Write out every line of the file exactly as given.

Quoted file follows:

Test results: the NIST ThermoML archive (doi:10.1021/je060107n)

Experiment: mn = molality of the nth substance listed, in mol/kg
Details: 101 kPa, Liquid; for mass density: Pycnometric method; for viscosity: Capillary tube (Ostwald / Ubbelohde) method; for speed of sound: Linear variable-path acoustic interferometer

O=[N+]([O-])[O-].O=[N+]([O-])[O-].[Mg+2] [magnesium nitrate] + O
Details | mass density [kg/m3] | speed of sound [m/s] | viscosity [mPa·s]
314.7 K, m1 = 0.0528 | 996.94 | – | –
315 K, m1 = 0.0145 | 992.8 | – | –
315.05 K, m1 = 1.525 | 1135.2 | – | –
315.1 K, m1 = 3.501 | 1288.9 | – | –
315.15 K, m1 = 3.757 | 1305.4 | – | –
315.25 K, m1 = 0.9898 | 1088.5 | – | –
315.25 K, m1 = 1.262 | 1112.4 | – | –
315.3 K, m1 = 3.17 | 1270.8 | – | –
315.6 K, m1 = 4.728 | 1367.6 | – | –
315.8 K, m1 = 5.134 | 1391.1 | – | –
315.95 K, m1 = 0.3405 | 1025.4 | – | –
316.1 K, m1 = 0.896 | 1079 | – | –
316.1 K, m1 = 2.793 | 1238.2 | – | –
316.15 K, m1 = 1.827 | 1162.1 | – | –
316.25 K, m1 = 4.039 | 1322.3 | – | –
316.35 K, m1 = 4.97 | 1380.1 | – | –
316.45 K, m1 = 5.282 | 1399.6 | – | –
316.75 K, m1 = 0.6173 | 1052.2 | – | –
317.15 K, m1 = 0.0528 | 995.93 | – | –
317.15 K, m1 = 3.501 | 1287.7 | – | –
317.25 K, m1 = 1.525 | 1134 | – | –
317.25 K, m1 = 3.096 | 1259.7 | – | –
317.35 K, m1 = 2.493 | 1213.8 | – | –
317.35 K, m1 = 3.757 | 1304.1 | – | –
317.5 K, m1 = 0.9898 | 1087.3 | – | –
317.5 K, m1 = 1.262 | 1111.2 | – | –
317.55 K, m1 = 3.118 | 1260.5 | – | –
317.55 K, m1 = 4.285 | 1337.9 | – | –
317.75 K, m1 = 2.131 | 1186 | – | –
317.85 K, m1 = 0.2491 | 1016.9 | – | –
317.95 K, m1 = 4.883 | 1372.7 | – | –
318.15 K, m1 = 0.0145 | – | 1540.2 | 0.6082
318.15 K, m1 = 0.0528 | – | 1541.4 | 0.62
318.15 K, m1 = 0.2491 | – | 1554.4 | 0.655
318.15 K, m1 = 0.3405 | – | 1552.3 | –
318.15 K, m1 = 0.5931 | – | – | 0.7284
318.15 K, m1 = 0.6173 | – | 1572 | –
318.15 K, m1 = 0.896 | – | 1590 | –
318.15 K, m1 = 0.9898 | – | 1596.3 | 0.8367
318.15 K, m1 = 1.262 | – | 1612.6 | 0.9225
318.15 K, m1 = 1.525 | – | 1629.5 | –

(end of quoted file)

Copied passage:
Test results: the NIST ThermoML archive (doi:10.1021/je060107n)

Experiment: mn = molality of the nth substance listed, in mol/kg
Details: 101 kPa, Liquid; for mass density: Pycnometric method; for viscosity: Capillary tube (Ostwald / Ubbelohde) method; for speed of sound: Linear variable-path acoustic interferometer

O=[N+]([O-])[O-].O=[N+]([O-])[O-].[Mg+2] [magnesium nitrate] + O
Details | mass density [kg/m3] | speed of sound [m/s] | viscosity [mPa·s]
314.7 K, m1 = 0.0528 | 996.94 | – | –
315 K, m1 = 0.0145 | 992.8 | – | –
315.05 K, m1 = 1.525 | 1135.2 | – | –
315.1 K, m1 = 3.501 | 1288.9 | – | –
315.15 K, m1 = 3.757 | 1305.4 | – | –
315.25 K, m1 = 0.9898 | 1088.5 | – | –
315.25 K, m1 = 1.262 | 1112.4 | – | –
315.3 K, m1 = 3.17 | 1270.8 | – | –
315.6 K, m1 = 4.728 | 1367.6 | – | –
315.8 K, m1 = 5.134 | 1391.1 | – | –
315.95 K, m1 = 0.3405 | 1025.4 | – | –
316.1 K, m1 = 0.896 | 1079 | – | –
316.1 K, m1 = 2.793 | 1238.2 | – | –
316.15 K, m1 = 1.827 | 1162.1 | – | –
316.25 K, m1 = 4.039 | 1322.3 | – | –
316.35 K, m1 = 4.97 | 1380.1 | – | –
316.45 K, m1 = 5.282 | 1399.6 | – | –
316.75 K, m1 = 0.6173 | 1052.2 | – | –
317.15 K, m1 = 0.0528 | 995.93 | – | –
317.15 K, m1 = 3.501 | 1287.7 | – | –
317.25 K, m1 = 1.525 | 1134 | – | –
317.25 K, m1 = 3.096 | 1259.7 | – | –
317.35 K, m1 = 2.493 | 1213.8 | – | –
317.35 K, m1 = 3.757 | 1304.1 | – | –
317.5 K, m1 = 0.9898 | 1087.3 | – | –
317.5 K, m1 = 1.262 | 1111.2 | – | –
317.55 K, m1 = 3.118 | 1260.5 | – | –
317.55 K, m1 = 4.285 | 1337.9 | – | –
317.75 K, m1 = 2.131 | 1186 | – | –
317.85 K, m1 = 0.2491 | 1016.9 | – | –
317.95 K, m1 = 4.883 | 1372.7 | – | –
318.15 K, m1 = 0.0145 | – | 1540.2 | 0.6082
318.15 K, m1 = 0.0528 | – | 1541.4 | 0.62
318.15 K, m1 = 0.2491 | – | 1554.4 | 0.655
318.15 K, m1 = 0.3405 | – | 1552.3 | –
318.15 K, m1 = 0.5931 | – | – | 0.7284
318.15 K, m1 = 0.6173 | – | 1572 | –
318.15 K, m1 = 0.896 | – | 1590 | –
318.15 K, m1 = 0.9898 | – | 1596.3 | 0.8367
318.15 K, m1 = 1.262 | – | 1612.6 | 0.9225
318.15 K, m1 = 1.525 | – | 1629.5 | –